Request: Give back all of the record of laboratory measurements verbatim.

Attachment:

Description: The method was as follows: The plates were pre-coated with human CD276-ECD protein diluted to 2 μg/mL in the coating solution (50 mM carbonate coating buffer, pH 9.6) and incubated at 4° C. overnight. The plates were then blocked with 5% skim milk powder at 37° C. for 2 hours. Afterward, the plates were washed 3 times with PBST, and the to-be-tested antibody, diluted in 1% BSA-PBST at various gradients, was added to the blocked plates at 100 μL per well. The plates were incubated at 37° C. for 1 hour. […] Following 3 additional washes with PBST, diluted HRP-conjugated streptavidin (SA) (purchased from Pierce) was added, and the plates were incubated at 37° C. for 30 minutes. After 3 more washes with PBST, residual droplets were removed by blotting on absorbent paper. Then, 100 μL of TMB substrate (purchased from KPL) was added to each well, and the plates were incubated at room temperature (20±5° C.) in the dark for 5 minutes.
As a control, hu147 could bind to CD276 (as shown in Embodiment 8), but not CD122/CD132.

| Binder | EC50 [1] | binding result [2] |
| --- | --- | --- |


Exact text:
Description: The method was as follows: The plates were pre-coated with human CD276-ECD protein diluted to 2 μg/mL in the coating solution (50 mM carbonate coating buffer, pH 9.6) and incubated at 4° C. overnight. The plates were then blocked with 5% skim milk powder at 37° C. for 2 hours. Afterward, the plates were washed 3 times with PBST, and the to-be-tested antibody, diluted in 1% BSA-PBST at various gradients, was added to the blocked plates at 100 μL per well. The plates were incubated at 37° C. for 1 hour. […] Following 3 additional washes with PBST, diluted HRP-conjugated streptavidin (SA) (purchased from Pierce) was added, and the plates were incubated at 37° C. for 30 minutes. After 3 more washes with PBST, residual droplets were removed by blotting on absorbent paper. Then, 100 μL of TMB substrate (purchased from KPL) was added to each well, and the plates were incubated at room temperature (20±5° C.) in the dark for 5 minutes.
As a control, hu147 could bind to CD276 (as shown in Embodiment 8), but not CD122/CD132.

| Binder | EC50 [1] | binding result [2] |
| --- | --- | --- |